Talk:History of Saxony

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1. This article needs more pictures!!! Then it would be super dooper awesome!

—Preceding unsigned comment added by (talkcontribs) 20:49, 20 May 2006

2. Changed to "This article needs more pictures!!! Then it would be super dee dooperly awesome!" by:[1]

—Preceding unsigned comment added by (talkcontribs) Revision as of 23:09, 18 October 2006

3. -agreed! Pictures would be nice... —Preceding unsigned comment added by Angelmaraude (talkcontribs) Revision as of 06:45, 20 October 2006

It needs pictures and it also needs updating i only have until Friday and i NEED more information — Preceding unsigned comment added by Wolfy7980 (talkcontribs) 22:09, 13 May 2014 (UTC) The article says that charlemagne's campaign against the saxons have been carried out mainly to punish them for their incursions but that is not true. The franks have been for a long time in conflict with the saxons and have been trying to conquer them even before christianity was their official religion. — Preceding unsigned comment added by (talk) 01:36, 29 September 2014 (UTC)

Needs more organization.Edit

  • Can hardly read+Information is scattered. —Preceding unsigned comment added by Dongolov (talkcontribs) Revision as of 16:01, 29 October 2006 (Needs more organization.)

__________________________________ CONCISE: The article is a handy little overview of Saxony; a guide to the future tidier article. —Preceding unsigned comment added by Kompass (talkcontribs) Revision as of 03:57, 7 December 2006 ('m Added comment defending this page'.)

  • Above reconstructed/refactored and tagged by me! // FrankB 07:27, 17 February 2007 (UTC)

Motion to SplitEdit

  1. The problem with this article is first it's not getting edited[2]
  2. Secondly, geographic... the damn name started at the Rhine (see: description in Old Saxony--I've been looking for a good map of Germany to pin 'that' region down ever since!) and has gradually been drifting Eastwards until the current locale in Free State of Saxony/Kingdom of Saxony.
    1. A fair guess on that is a drift of 500 miles! (Boston to Pittburgh)
  3. Thirdly, political or historo-political concerns and topics are intricately blended with geographic due to the laws of inheritance in the old Holy Roman Empire and the later eventual German State.
  4. OTOH, as a survey article, it may have a place, but should focus then on the high points of the change and drift over time, their causes and effects, and leave the different geo-political coverages to the articles annoted already as main articles. Believe THAT is the best way to go. // FrankB 07:45, 17 February 2007 (UTC)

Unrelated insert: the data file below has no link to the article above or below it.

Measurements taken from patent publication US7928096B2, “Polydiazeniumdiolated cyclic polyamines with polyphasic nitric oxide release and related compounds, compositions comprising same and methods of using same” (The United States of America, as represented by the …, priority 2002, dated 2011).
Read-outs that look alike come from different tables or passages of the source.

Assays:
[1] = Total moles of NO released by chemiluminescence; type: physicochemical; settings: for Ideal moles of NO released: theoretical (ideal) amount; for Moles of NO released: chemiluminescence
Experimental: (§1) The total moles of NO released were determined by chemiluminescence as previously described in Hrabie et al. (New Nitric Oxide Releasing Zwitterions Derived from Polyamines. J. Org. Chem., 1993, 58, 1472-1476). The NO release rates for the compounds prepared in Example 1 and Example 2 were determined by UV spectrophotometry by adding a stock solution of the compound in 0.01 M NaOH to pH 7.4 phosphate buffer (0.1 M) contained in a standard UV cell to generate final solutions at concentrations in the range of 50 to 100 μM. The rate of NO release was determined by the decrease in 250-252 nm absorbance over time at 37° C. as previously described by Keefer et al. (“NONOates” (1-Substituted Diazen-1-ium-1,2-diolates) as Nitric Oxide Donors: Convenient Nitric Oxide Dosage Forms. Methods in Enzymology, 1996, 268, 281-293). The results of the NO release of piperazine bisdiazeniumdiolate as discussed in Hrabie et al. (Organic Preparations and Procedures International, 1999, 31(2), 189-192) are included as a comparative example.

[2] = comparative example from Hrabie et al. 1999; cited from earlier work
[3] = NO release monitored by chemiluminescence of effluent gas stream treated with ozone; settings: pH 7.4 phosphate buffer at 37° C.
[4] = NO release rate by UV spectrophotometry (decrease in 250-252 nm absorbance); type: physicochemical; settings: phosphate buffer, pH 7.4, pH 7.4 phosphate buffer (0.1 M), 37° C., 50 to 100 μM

I just read the article and think it is great the way it is. That it is a bit confusing is due to the confusing facts. This is the first time I have understood how all the ambiguity concerning the terms "Saxon" and "Saxony" came about. I think the article should be left intact. As a comment to the "drift of 500 miles!" I'd like to point out that there still is a state that is called Lower Saxony in roughly the same place as the "Old Saxony". malte h. 21 April 2008

P.S.: Ah, and by the way, Saxony didn't start out at the Rhine but north of the Elbe. —Preceding unsigned comment added by (talk) 19:05, 21 April 2008 (UTC)

The Prussian province of SaxonyEdit

The number of the area ceded by the Kingdom of Saxony in the following sentence must be wrong:

The Prussian Province of Saxony was formed in 1815 from the territories, about 8,100 square miles (21,000 km2) in extent, ceded by the Kingdom of Saxony, with the addition of some districts already belonging to Prussia, the most important of which are the Altmark, from which the State of Prussia sprang; the former immediate principalities of the Archbishop of Magdeburg and of the Bishop of Halberstadt, which Prussia had received by the Peace of Westphalia (1648) at the close of the Thirty Years' War; and the Eichsfeld, with the city of Erfurt and its surroundings.

The entire province had an area of 9,746 square miles (25,240 km2), where the Altmark, the principalities of the Archbishop of Magdeburg and of the Bishop of Halberstadt and the Eichsfeld already made roughly half of the territory.--Zarbi1 (talk) 18:48, 21 January 2009 (UTC)

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